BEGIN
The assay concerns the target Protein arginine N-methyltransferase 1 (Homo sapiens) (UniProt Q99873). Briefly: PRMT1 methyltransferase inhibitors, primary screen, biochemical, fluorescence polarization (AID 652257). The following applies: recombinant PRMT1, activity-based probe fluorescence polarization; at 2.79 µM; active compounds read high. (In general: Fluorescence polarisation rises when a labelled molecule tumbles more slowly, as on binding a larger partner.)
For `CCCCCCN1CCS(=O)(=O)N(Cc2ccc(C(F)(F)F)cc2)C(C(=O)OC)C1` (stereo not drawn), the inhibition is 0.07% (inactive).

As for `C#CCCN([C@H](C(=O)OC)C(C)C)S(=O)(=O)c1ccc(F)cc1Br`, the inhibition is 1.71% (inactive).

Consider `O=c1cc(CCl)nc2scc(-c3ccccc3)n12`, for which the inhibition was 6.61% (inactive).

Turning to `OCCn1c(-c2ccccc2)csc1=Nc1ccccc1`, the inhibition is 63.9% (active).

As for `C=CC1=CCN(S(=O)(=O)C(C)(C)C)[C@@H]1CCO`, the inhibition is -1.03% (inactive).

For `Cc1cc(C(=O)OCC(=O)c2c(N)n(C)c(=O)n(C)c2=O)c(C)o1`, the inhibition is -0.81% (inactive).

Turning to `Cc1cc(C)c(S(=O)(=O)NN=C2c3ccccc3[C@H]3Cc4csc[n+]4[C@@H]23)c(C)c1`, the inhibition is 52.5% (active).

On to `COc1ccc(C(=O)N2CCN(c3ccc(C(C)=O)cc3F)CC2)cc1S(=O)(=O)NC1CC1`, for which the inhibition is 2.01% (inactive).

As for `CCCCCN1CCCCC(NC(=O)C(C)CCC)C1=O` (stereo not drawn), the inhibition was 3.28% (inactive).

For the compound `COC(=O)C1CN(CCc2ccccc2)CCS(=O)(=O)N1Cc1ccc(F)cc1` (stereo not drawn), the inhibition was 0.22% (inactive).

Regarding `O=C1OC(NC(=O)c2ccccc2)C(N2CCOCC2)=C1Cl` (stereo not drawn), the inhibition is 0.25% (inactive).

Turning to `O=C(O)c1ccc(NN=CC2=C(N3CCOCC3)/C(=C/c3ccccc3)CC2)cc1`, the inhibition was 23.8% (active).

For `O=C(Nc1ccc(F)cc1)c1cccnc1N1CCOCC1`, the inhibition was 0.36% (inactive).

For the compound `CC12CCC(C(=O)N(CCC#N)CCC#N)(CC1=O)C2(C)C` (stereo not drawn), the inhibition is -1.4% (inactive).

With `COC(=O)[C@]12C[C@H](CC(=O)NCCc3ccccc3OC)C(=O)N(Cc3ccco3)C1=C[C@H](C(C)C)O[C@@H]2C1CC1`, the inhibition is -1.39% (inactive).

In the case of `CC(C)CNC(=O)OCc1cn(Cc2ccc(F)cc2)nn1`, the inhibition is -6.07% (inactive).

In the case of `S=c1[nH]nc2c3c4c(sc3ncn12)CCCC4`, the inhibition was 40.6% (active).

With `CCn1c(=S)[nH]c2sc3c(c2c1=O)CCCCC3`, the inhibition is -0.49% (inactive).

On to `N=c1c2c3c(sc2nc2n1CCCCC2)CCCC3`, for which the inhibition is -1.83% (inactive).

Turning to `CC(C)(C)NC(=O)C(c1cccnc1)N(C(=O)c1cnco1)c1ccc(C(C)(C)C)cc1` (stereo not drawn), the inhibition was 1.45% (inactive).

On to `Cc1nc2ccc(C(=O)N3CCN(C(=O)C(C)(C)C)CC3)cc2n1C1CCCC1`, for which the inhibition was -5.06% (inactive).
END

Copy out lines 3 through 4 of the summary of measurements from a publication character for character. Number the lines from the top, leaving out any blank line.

As for `C#CCCN([C@H](C(=O)OC)C(C)C)S(=O)(=O)c1ccc(F)cc1Br`, the inhibition is 1.71% (inactive).

Consider `O=c1cc(CCl)nc2scc(-c3ccccc3)n12`, for which the inhibition was 6.61% (inactive).